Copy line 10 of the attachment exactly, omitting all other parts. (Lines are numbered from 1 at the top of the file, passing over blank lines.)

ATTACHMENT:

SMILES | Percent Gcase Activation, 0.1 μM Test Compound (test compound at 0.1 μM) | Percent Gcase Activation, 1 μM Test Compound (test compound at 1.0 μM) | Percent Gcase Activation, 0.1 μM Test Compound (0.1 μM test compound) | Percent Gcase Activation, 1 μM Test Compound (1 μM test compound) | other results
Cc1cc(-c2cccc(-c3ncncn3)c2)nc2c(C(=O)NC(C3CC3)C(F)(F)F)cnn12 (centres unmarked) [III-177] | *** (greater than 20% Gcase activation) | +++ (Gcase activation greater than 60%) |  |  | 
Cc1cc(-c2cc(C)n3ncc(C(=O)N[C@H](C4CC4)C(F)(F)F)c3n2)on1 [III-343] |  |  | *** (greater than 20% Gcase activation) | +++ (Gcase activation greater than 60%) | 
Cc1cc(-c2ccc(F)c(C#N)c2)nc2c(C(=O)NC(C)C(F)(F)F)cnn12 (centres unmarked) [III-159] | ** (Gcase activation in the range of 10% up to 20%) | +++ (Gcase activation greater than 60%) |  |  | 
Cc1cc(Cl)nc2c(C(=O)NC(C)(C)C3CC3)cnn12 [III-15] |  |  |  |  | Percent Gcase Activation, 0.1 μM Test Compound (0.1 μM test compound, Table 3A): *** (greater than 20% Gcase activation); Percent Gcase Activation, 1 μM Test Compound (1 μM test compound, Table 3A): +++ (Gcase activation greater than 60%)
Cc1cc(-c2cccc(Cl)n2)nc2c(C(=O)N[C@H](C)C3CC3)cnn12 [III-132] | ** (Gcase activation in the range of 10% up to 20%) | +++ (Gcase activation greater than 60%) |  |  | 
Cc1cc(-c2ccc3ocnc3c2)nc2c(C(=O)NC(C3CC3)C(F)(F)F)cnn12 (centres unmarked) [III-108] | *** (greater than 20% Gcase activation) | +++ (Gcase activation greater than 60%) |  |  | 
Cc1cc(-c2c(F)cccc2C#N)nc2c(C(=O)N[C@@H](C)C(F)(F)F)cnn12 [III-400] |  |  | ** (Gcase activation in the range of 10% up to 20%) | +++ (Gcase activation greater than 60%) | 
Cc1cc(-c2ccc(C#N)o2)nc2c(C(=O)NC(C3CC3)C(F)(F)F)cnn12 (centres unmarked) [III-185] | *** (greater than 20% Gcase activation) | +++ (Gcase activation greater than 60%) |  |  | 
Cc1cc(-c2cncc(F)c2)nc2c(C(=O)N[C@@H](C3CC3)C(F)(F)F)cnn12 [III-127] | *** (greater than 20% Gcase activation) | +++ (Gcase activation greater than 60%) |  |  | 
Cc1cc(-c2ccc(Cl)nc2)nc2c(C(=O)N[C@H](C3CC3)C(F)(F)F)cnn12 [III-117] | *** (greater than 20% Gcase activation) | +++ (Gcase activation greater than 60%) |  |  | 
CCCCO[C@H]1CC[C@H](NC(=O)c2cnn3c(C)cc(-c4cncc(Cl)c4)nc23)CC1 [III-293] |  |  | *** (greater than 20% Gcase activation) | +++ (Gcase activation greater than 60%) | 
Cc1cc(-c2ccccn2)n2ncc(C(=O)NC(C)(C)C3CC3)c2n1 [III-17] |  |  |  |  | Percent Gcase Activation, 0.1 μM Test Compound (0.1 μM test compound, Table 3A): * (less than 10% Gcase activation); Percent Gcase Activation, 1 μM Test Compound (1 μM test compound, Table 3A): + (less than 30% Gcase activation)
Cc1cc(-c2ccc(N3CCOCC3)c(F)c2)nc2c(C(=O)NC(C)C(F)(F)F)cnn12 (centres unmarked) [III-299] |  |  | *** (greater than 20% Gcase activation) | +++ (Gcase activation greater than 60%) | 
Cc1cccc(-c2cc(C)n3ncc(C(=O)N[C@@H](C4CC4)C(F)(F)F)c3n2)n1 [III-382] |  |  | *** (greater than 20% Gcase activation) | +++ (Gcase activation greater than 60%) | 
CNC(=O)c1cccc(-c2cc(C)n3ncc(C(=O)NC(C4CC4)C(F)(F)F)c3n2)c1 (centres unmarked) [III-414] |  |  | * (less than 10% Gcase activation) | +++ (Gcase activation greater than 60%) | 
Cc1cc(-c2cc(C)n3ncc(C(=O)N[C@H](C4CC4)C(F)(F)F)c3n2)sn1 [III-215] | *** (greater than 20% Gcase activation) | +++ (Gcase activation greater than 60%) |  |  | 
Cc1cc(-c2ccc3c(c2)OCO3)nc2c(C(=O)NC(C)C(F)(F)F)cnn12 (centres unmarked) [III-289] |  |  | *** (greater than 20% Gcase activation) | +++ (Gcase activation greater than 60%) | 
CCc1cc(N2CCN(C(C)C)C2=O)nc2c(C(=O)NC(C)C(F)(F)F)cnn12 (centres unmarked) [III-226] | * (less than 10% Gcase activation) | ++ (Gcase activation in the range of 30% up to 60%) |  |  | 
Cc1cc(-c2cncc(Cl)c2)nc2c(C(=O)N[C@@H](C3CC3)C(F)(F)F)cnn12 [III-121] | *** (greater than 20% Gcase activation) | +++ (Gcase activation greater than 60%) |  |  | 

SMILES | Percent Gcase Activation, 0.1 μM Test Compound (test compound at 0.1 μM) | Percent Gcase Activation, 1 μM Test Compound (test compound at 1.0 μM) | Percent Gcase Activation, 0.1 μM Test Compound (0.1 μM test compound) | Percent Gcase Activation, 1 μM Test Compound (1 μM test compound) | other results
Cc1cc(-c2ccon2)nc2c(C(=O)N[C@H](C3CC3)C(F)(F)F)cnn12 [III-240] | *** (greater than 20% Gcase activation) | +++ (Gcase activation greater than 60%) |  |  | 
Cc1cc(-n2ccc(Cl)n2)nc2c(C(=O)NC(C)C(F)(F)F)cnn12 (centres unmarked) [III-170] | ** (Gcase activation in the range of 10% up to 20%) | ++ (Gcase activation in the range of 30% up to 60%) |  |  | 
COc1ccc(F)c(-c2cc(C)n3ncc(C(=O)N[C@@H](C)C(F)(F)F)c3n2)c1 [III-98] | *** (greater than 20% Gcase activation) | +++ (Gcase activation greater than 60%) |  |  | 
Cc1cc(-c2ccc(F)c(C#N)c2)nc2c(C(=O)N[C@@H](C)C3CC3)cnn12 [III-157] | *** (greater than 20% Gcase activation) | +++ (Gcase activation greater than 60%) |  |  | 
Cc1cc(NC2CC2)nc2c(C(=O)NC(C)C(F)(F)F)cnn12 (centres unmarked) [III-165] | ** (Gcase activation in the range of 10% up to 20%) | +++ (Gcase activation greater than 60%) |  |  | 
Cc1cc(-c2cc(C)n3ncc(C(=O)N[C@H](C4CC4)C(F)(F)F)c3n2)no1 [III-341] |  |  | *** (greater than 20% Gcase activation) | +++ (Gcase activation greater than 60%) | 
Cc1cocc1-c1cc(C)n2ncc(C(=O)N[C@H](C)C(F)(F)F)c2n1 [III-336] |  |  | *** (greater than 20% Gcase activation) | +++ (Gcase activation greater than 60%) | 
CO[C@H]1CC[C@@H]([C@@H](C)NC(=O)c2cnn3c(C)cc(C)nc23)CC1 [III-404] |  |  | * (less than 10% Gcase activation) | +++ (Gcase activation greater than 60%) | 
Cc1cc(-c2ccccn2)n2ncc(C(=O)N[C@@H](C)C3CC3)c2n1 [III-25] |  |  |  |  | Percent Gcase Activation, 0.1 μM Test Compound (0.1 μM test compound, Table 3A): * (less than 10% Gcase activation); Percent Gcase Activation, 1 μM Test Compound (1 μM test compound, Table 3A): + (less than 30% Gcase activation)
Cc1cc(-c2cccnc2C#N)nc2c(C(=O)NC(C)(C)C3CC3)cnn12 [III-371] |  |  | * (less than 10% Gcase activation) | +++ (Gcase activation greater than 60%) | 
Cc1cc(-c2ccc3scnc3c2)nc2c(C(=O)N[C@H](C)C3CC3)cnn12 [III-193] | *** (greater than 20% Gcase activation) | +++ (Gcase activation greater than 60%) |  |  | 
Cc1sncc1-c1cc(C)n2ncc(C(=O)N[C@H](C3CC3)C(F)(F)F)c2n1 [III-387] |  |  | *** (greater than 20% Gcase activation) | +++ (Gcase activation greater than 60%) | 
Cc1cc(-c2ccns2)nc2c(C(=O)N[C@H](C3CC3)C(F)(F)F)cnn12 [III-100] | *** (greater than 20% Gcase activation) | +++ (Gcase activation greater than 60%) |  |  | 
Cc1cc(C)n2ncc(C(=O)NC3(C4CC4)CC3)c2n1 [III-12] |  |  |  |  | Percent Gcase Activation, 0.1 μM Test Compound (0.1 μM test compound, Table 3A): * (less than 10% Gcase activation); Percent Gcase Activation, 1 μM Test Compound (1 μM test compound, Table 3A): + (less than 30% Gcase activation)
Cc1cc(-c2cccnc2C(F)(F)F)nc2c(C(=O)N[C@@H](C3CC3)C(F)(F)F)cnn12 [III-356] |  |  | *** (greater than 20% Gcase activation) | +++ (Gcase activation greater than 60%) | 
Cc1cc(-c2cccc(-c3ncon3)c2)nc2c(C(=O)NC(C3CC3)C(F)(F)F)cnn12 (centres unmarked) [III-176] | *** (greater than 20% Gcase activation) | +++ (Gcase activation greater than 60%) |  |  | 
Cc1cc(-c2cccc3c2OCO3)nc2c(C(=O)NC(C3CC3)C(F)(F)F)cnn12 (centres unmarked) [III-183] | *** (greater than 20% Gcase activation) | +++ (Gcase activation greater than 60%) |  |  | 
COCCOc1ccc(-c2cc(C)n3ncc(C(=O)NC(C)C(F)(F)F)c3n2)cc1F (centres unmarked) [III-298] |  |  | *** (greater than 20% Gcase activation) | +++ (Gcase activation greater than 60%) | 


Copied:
Cc1cc(-c2cncc(F)c2)nc2c(C(=O)N[C@@H](C3CC3)C(F)(F)F)cnn12 [III-127] | *** (greater than 20% Gcase activation) | +++ (Gcase activation greater than 60%) |  |  | 